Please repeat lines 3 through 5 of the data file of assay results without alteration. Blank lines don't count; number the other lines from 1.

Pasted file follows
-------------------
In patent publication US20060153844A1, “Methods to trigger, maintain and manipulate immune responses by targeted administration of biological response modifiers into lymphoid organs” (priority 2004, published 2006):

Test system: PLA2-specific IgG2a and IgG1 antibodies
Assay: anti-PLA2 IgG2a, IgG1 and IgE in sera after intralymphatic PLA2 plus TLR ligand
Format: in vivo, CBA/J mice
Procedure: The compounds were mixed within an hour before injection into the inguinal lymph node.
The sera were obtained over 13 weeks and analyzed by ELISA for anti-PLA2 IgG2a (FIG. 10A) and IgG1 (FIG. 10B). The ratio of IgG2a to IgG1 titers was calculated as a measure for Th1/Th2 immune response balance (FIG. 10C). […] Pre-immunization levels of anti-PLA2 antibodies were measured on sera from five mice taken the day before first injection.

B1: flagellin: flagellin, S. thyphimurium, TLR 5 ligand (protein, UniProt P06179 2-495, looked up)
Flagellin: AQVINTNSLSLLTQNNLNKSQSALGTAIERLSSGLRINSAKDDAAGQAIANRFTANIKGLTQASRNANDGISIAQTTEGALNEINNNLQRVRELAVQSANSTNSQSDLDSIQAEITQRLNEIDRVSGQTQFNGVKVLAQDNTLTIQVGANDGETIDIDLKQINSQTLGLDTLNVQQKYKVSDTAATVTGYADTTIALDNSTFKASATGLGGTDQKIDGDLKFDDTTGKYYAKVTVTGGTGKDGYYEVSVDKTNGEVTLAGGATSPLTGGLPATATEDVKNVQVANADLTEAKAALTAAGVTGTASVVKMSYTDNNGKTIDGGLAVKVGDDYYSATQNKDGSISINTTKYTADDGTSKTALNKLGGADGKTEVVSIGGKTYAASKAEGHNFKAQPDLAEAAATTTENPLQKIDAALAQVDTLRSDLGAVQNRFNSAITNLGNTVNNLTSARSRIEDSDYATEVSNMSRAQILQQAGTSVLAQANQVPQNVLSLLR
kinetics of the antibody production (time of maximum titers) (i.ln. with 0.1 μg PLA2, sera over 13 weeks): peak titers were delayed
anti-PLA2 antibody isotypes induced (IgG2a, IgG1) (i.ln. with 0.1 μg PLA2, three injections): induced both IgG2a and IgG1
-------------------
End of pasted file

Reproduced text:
Assay: anti-PLA2 IgG2a, IgG1 and IgE in sera after intralymphatic PLA2 plus TLR ligand
Format: in vivo, CBA/J mice
Procedure: The compounds were mixed within an hour before injection into the inguinal lymph node.